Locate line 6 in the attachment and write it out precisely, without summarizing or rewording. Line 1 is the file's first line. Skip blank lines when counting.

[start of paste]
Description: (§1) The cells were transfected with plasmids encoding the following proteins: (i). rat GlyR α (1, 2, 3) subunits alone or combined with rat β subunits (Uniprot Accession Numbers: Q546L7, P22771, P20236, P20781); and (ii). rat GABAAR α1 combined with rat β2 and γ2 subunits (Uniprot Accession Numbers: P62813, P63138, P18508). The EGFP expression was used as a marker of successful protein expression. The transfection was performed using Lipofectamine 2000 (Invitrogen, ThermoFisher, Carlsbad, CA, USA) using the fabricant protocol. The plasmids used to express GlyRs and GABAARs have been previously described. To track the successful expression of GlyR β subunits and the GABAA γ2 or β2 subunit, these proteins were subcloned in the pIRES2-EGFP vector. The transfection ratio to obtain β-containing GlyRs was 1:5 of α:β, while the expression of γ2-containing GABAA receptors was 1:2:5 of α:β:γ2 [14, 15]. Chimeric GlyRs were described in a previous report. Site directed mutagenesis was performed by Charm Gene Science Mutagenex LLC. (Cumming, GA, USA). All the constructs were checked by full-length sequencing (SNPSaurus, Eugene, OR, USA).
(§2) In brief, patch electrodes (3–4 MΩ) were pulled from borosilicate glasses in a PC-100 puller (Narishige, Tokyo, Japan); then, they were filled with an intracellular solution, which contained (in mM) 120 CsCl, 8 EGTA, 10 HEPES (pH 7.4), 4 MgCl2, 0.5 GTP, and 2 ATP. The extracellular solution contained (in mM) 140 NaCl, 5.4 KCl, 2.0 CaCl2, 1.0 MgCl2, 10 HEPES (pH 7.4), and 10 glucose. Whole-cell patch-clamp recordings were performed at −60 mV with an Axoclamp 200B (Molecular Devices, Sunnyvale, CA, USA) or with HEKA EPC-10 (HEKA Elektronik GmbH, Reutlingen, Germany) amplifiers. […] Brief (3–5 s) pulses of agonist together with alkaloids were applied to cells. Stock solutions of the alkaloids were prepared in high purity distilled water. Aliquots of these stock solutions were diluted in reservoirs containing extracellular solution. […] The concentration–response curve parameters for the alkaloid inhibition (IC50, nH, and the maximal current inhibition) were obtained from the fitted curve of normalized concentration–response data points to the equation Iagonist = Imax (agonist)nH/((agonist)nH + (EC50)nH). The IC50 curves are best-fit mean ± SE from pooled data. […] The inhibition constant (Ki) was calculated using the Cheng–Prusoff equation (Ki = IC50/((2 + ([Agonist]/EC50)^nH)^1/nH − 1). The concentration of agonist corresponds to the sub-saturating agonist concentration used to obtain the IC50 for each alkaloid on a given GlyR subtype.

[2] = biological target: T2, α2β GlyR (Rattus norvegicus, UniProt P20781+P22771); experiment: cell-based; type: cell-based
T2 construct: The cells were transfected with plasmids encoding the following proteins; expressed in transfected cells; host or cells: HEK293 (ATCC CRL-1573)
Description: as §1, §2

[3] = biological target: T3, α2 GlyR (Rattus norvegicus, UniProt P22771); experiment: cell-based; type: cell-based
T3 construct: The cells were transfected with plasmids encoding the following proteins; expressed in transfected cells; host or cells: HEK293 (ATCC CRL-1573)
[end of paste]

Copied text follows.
[3] = biological target: T3, α2 GlyR (Rattus norvegicus, UniProt P22771); experiment: cell-based; type: cell-based